“You are the only man of all men that I would wish to surpass me in all things.”
Saint Augustine in a letter to his son Adeodatus who died at age 19.
The Better Angels (2014) is one of the most beautiful films I have even seen. My review is below the fold and the usual caveat as to spoilers is in full force.
A film about the boyhood of Abraham Lincoln, I had hoped to see The Better Angels in a theater when it came out, but other matters intervened, and I did not view it until last night on Amazon Prime. Filmed in glorious black and white, the cinematography is achingly beautiful, giving a feel for the physical beauty of the frontier on which Lincoln grew up. Although filmed in New York, the landscape does remind me of the part of Southern Indiana where Lincoln was raised. (Black and white filming of course also gives a sense today of a time in the past, now long gone.) The film is unconventional in that it consists of a series of vignettes rather than a straight forward story, almost as if we are viewing recollections of Lincoln the man, as he summons memories from his vanished childhood. The excellent musical score enhances an other worldly and elegiac feel to the film. Sparse narration is provided by Dennis Hanks, Lincoln’s cousin, who lived with the Lincolns from 1818-1821.
Dialogue in the movie is minimalistic, and throughout most of the film the boy Lincoln says nothing. However, the film powerfully conveys his spiritual and intellectual growth. His relationship with his father Thomas is well done, and I think that most put upon man finally receives his due for his central role in helping to produce the man Lincoln became. Tom and Abraham Lincoln were too different to ever have an easy relationship, but the film splendidly shows that in his gruff way Lincoln’s father was a good man. We see for example Abraham helping Thomas build a church where they and other local families can worship. A sequence in which he teaches Lincoln how to wrestle almost brought tears to my eyes as I was flooded with memories of similar scenes between me and my two sons. How precious each second of childhood is, and how little we realize it at the time, either for us or for our children. When Thomas hands Lincoln his axe and tells him that he will be twice the man his father is, we perhaps understand why, despite their later estrangement, Lincoln named his youngest son Thomas, two years after his father’s death.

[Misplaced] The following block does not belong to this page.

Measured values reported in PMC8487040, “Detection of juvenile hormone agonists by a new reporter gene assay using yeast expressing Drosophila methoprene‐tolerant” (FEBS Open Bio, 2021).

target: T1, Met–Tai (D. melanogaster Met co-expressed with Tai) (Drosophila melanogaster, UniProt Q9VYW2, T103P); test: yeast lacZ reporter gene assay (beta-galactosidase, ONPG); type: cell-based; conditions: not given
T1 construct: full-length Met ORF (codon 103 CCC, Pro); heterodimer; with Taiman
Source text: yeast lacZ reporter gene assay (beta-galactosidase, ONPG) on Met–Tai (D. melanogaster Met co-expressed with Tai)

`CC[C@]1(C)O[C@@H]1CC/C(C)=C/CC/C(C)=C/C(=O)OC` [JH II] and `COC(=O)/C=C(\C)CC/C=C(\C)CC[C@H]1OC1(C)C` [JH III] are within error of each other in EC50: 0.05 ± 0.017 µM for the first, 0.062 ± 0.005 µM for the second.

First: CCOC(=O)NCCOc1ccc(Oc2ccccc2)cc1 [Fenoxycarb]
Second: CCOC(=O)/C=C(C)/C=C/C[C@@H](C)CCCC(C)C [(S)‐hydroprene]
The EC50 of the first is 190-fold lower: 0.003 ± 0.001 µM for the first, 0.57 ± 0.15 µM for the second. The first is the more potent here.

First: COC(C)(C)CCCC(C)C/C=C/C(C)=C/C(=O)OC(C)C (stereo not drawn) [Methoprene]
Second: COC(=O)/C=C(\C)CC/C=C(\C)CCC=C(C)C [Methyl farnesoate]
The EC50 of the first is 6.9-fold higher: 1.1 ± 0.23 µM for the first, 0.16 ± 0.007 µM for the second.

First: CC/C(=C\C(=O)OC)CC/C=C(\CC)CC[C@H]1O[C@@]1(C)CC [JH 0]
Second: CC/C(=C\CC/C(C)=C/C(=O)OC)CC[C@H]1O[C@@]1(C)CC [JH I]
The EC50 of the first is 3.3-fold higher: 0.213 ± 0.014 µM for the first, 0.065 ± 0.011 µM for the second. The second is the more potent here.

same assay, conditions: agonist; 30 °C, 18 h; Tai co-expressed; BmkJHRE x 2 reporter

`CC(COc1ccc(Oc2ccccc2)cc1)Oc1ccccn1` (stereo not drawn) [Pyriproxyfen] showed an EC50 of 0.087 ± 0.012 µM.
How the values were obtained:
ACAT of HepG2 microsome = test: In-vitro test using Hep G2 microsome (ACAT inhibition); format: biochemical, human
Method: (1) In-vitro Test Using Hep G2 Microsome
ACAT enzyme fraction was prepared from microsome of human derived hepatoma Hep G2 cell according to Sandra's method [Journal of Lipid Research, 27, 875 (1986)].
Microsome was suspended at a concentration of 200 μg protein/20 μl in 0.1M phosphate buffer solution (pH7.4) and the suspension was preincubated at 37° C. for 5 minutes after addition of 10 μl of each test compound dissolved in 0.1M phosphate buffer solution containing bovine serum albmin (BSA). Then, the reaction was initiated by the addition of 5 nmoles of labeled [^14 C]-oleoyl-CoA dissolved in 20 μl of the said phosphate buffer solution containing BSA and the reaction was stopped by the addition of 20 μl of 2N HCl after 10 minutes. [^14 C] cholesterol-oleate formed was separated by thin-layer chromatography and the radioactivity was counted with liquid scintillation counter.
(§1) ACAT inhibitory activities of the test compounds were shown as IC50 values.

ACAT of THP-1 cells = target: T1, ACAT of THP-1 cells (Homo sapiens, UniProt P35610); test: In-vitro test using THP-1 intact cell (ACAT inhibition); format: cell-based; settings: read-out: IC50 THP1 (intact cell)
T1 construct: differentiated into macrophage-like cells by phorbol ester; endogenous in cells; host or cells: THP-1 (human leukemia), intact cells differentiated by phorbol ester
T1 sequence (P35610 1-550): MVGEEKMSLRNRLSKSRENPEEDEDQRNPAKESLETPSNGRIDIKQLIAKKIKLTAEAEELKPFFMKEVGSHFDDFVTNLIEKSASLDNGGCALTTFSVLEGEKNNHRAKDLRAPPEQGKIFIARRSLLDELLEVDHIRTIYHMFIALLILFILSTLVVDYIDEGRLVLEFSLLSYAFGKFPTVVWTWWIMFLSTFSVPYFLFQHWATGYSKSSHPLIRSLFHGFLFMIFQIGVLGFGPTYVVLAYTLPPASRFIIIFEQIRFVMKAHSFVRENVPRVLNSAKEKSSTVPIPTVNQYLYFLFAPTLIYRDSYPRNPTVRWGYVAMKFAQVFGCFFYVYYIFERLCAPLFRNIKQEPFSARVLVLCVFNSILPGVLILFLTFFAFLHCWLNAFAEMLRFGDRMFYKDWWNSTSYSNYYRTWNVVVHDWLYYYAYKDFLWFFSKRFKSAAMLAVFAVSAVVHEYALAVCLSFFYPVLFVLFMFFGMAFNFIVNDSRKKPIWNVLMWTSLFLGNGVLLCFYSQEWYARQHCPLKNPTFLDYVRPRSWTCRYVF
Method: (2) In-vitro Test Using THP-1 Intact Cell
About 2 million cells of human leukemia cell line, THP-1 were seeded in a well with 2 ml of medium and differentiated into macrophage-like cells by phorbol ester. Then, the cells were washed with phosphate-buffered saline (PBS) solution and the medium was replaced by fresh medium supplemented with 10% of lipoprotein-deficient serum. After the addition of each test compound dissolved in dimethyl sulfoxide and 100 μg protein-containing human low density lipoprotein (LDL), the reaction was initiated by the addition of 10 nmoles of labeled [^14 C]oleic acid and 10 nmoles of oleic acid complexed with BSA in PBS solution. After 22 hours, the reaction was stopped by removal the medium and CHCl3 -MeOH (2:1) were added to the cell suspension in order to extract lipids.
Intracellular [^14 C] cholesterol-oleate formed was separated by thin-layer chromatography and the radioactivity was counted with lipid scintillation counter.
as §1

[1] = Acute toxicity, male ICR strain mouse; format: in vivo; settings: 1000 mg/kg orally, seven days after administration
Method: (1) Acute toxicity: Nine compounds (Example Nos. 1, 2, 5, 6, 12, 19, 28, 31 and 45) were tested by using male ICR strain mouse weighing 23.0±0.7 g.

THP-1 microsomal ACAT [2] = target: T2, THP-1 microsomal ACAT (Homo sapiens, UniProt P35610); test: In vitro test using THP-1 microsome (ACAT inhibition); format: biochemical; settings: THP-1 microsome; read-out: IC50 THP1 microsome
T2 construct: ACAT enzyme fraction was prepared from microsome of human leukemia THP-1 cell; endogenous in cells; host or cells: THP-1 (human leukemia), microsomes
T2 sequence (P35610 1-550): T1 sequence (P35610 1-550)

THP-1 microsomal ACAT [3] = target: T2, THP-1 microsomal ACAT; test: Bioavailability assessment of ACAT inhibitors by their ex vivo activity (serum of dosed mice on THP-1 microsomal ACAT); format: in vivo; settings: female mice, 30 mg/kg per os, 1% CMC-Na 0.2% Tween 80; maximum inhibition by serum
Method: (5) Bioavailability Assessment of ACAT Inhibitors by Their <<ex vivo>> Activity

Much of the focus of the film is on the relationship of Lincoln with his two mothers: Nancy Hanks Lincoln and Sarah Bush Lincoln. Dennis Hanks describes how Nancy Hanks was a believer whose hopes “were yonder, always yonder” and how her mind and her son’s often seemed to run on similar tracks. Although she is illiterate, she recognizes that God had given her a gifted son and is determined to see him have what little education the frontier can offer. When she dies of the milk sick and Abraham helps his father build her coffin, not a word is said, but we can see his anguish. His stepmother Sarah Bush Lincoln sets his feet on the path of knowledge and insists that his father do what he can to get some education for Lincoln. Her efforts are rewarded when Lincoln’s teacher tells Sarah that Lincoln has a good mind, eager for knowledge, and that he will make his mark in the world.
The film ends abruptly, Easter 1865, as Hanks describes going to the farm of Sarah Bush Lincoln, long a widow, to tell her that her stepson had been murdered. She was grief stricken but unsurprised: “I knowed they’d kill him. I ben awaiting fur it.”
A very moving meditation upon childhood and how the seemingly most insignificant events in this Vale of Tears, when we are young, stay in our memories and shape us, molding the men and women we become.